The main difference between Earth's mantle and its core is the material making up each section. Temperature and function also differ between the two sections.
The Earth's mantle is made up of semisolid rocks. While different layers of the mantle are made of different kinds and densities of rocks, all are more dense than the crust, and the entire mantle is hot. The temperature of the mantle is hottest nearest the core, and cooler near the crust. The difference in temperature in the mantle accounts for the density of rocks. Near the crust, rocks are cooler and more brittle. They break, as when faults shift and an earthquake occurs. Closer to the core, rocks are molten and flow, as can be seen in lava.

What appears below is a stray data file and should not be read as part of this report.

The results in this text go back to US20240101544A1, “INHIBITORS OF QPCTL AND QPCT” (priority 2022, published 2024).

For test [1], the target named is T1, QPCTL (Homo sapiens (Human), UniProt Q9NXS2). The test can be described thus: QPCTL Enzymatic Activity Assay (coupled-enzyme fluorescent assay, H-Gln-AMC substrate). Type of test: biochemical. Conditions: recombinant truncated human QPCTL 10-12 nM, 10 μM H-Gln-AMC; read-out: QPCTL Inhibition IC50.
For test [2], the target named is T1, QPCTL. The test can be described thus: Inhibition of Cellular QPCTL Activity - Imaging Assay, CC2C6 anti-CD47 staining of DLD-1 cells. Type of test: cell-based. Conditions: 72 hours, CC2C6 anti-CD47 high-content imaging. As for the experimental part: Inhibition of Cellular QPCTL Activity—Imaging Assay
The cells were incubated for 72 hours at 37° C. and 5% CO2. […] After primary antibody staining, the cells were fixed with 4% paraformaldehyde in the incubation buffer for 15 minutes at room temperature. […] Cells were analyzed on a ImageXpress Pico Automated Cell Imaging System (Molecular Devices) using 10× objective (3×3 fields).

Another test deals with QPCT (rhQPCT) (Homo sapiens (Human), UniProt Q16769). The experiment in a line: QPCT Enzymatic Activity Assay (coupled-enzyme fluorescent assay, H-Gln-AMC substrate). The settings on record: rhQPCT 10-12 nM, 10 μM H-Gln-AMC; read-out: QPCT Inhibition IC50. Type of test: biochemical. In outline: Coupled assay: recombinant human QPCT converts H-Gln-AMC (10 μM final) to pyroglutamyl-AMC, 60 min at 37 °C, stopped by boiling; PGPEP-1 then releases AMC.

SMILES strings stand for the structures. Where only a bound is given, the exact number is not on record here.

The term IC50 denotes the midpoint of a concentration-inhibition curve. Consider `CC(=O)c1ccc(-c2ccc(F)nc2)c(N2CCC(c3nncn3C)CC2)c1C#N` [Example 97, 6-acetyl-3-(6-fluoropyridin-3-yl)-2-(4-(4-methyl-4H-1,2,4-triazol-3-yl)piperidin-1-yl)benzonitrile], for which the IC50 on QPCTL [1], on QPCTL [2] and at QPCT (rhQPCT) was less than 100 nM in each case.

The core consists of extremely hot metal layers instead of rock. Iron and nickel make up the outer section of the core, while the interior is almost entirely iron. The inner core is almost totally solid and shaped like a ball. Despite being the hottest section of the entire planet, it is the most solid because of the tremendous pressure it is under. The core is much denser and heavier than the mantle. The core also creates heat, while the mantle just absorbs it. Heat comes from the radioactive elements in the Earth's core.